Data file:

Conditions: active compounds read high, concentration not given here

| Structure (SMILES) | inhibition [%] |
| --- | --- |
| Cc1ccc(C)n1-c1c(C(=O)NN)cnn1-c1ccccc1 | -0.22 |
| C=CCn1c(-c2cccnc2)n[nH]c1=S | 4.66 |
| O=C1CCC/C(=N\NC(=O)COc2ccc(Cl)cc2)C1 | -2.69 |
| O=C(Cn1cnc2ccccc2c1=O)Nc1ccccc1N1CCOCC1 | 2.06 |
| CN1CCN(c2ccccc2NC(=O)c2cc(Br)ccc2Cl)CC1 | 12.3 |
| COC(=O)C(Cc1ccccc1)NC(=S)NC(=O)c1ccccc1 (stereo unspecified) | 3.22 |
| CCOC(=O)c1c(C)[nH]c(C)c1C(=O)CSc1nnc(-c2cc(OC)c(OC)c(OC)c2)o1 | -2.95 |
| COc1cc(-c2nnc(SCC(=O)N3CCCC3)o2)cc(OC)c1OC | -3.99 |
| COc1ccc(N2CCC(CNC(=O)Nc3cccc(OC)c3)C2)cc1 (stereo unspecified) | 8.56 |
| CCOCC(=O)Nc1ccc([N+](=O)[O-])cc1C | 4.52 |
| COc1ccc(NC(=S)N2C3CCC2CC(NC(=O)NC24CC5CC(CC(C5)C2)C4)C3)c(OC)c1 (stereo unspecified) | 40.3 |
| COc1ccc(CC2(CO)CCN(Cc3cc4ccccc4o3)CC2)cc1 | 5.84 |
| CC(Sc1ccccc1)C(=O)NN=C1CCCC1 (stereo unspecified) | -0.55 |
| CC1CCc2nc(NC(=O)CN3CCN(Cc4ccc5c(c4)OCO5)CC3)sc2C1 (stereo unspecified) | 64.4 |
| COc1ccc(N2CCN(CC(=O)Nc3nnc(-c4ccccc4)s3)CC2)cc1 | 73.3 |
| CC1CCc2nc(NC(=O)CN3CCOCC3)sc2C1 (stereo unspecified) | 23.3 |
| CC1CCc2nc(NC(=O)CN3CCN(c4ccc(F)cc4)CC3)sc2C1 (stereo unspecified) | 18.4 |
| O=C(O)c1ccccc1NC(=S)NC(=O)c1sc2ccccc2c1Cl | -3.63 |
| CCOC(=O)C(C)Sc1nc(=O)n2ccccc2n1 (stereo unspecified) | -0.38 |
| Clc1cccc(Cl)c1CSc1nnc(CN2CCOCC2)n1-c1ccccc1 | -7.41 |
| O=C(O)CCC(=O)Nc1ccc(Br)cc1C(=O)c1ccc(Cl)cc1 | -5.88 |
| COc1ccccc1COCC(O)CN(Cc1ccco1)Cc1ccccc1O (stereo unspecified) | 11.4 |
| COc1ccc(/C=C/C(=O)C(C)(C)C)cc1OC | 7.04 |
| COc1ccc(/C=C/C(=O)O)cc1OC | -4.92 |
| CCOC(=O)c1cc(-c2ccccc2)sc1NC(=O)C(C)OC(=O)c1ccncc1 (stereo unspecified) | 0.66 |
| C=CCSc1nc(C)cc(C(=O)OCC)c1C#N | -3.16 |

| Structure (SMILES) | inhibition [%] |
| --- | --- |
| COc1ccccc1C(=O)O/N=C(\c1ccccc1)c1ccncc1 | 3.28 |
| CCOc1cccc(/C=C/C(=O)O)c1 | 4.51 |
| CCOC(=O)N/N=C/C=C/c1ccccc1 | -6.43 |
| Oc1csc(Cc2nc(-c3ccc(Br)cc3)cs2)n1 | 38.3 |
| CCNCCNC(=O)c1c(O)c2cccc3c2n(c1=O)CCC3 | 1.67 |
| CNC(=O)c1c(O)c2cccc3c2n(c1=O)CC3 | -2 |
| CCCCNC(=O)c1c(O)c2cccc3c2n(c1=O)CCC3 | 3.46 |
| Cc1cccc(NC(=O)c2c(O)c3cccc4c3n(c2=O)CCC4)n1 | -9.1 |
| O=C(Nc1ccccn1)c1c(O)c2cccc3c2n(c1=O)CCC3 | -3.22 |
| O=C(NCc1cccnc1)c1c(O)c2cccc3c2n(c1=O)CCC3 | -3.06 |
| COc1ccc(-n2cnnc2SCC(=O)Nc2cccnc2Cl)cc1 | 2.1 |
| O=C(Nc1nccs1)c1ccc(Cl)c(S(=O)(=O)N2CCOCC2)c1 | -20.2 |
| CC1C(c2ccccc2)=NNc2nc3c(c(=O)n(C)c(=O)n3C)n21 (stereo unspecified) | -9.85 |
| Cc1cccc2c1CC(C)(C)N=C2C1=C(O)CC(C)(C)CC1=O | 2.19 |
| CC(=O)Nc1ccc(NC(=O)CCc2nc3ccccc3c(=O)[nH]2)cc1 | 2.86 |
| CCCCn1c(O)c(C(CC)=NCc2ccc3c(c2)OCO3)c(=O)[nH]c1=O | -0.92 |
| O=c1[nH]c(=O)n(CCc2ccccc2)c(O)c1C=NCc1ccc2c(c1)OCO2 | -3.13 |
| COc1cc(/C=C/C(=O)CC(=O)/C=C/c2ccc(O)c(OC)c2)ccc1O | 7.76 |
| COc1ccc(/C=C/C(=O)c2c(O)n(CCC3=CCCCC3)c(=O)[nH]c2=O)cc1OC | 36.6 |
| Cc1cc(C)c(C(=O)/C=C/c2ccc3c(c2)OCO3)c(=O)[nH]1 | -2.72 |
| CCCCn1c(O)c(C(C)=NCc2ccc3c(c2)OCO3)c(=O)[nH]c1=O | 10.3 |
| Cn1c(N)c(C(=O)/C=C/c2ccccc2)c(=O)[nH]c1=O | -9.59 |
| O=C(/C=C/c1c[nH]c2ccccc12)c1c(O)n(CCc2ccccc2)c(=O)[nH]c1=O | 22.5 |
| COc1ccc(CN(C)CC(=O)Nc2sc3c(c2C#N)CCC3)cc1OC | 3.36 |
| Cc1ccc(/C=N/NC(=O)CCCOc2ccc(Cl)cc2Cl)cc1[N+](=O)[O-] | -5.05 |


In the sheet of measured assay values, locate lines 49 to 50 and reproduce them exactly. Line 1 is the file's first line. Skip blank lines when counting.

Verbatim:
| COc1cc(/C=C/C(=O)CC(=O)/C=C/c2ccc(O)c(OC)c2)ccc1O | 7.76 |
| COc1ccc(/C=C/C(=O)c2c(O)n(CCC3=CCCCC3)c(=O)[nH]c2=O)cc1OC | 36.6 |